Too Little Too Late for Apple? Maybe Worse…

Amid the excitement and chaos surrounding the release of the iPhone 5, many customers noticed that there were some problems with their brand new devices. Issues ranged from strange noises coming from the device to “leaking light.” ‘Whenever a new product is released by any company, it is never going to be perfect the first time around. However  as we have seen with CEO Tim Cook, customer satisfaction is king.

When customers complained about the new “Maps” app that replaced the Google Maps app, Tim Cook wasted no time writing a letter apologizing to customers. So it makes sense that when customers complained about Apple’s newest release, the iPhone 5, Tim Cook called for stronger quality control. But was what he asked for too much?

At the Foxconn production plant, workers, many from the quality control section, have gone on strike. From the China Labor Watch, we hear, “factory management and Apple, despite design defects, raised strict quality demands on workers, including indentations standards of 0.02mm and demands related to scratches on frames and back covers. With such demands, employees could not even turn out iPhones that met the standard.” Obviously, when it becomes impossible to do your job, strike is imminent. These standards led to fights among workers and quality control inspectors which ultimately halted production at times. This will delay shipments for iPhones for weeks.

The question I raise is how important is quality control? In my opinion, if Apple had shown more care about the quality of the design in the first place, then perhaps Apple wouldn’t have had to raise their standards so high. If anything this whole ordeal shows the importance of quality control from the beginning. Apple was most likely relying on the strength of their brand name and felt that strong quality control was not as important as getting as many iPhones out in a short amount of time to meet the record setting demand. And maybe they were right. The iPhone 5 had one of the biggest releases in smart phone history. People camped out for days just to get their hands on one. And even though there have been numerous complaints about the design, many are still lining up to get the phone. The other day I went to the Apple store to get my phone (the 3Gs) repaired and asked about the iPhone 5 because I was thinking about purchasing one. They told me they were out and had no idea when the shipments were going to come in because the employee described the deliveries as “random.”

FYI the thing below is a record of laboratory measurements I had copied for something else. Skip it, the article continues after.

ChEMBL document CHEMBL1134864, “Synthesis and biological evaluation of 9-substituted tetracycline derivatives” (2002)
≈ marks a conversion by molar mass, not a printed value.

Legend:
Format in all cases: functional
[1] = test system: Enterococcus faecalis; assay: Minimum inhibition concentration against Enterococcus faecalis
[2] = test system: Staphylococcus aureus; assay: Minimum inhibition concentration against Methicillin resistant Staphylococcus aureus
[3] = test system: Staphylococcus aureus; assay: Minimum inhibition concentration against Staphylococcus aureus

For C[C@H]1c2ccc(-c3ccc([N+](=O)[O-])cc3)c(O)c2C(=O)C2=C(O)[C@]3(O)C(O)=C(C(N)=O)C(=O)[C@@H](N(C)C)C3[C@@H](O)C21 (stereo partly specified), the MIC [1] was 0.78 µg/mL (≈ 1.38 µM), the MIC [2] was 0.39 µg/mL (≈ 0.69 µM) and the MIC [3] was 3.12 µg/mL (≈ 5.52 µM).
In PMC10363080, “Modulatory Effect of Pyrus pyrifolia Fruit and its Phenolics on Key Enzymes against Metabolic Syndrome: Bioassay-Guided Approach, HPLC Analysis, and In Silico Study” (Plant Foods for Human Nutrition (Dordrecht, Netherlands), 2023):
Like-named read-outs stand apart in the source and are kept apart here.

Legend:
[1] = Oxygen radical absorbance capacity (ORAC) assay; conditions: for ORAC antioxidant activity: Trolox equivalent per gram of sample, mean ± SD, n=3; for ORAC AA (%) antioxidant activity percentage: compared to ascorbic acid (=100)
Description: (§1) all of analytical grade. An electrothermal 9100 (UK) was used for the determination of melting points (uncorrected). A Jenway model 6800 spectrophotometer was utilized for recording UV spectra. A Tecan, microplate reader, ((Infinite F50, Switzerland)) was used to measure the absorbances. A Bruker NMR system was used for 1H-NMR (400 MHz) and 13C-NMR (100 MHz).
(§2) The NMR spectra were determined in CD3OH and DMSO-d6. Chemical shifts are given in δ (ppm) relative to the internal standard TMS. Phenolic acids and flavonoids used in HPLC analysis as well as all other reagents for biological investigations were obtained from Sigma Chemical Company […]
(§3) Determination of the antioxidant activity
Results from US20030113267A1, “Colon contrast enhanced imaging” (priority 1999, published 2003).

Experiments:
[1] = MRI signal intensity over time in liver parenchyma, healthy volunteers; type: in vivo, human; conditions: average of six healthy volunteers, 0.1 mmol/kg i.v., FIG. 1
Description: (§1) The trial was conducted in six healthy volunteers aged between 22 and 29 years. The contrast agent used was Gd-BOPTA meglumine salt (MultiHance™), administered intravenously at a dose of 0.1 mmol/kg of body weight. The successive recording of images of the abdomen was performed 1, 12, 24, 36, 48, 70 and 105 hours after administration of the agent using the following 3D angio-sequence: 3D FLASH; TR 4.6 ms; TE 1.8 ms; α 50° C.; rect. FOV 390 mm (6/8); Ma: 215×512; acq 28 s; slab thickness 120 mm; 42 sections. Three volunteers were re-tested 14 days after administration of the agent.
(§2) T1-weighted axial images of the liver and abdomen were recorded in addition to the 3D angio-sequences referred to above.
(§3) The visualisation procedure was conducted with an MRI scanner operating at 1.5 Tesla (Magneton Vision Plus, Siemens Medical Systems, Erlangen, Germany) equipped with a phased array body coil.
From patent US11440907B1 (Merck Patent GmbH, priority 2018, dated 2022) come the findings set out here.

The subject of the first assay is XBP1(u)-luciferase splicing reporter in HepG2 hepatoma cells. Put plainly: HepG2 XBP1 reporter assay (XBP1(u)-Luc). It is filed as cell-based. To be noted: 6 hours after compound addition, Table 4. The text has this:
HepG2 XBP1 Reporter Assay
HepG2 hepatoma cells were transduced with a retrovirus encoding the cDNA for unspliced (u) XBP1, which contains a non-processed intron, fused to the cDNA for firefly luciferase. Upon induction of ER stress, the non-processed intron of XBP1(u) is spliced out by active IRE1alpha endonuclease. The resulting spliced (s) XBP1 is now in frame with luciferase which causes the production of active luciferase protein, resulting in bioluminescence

So back to my original question. How important is quality control? One piece of data that I would like to see is out of all these people who complained about the phone, how many actually returned the phone? Apple possesses one of the strongest brand names with large amounts of customer loyalty. I would also be interested to hear how many people would take an iPhone 5 now that leaks a little light than an iPhone 5 that is perfect in five weeks. I’m sure the data would shock us all as many people prefer immediate gratification as opposed to high quality.

I would like to hear your thoughts on whether you believe in the highest quality control standards in relation to the phone or whether you believe that Apple should start churning out these phones like hot cakes and drop the price.



2 thoughts on “Too Little Too Late for Apple? Maybe Worse…

  1. It seems like Apple doesn’t have to worry about things like that because their brand name is strong. Millions of people lined up the 4s, knowing it wasn’t the 5, but it was new Apple product out so it was a must buy. Within the first couple of days the antenna was a huge problem and millions of people complained and Apple was forced to try and fix the problem. Why wasn’t this huge problem found out in the development stage? The quality of the product wasn’t as important as getting the product out. Sometimes it feels as if they are purposely doing this, so they can come to the rescue and show the customers that “Apple has your back” when you run into problems. Of course it’s just an opinion. Apple does make one hell of a quality computer, compared to competitors. The quality of the computers is ten times better than that of the iPhone, but that could be due to the price difference.

  2. I agree with the comment above. The ability to push products out as fast as possible appears to be Apple’s number one priority at this point. Quality can easily be put on the back burner with this kind of mindset. To me, this is a slap in the face to loyal customers. Apple seems to be just sitting back and letting brand loyalty do all the work. No matter how large and successful a company may be, there is a problem when an incident such as this occurs. Tim Cook’s actions seem to be an overcompensation for prior fault and carelessness. I feel as if the only reason he took such drastic action was to try to reel back in disappointed customers and give them a false sense of hope. Such a large company should take more pride in their products and not be so intent on pushing new products out at lightening speed.

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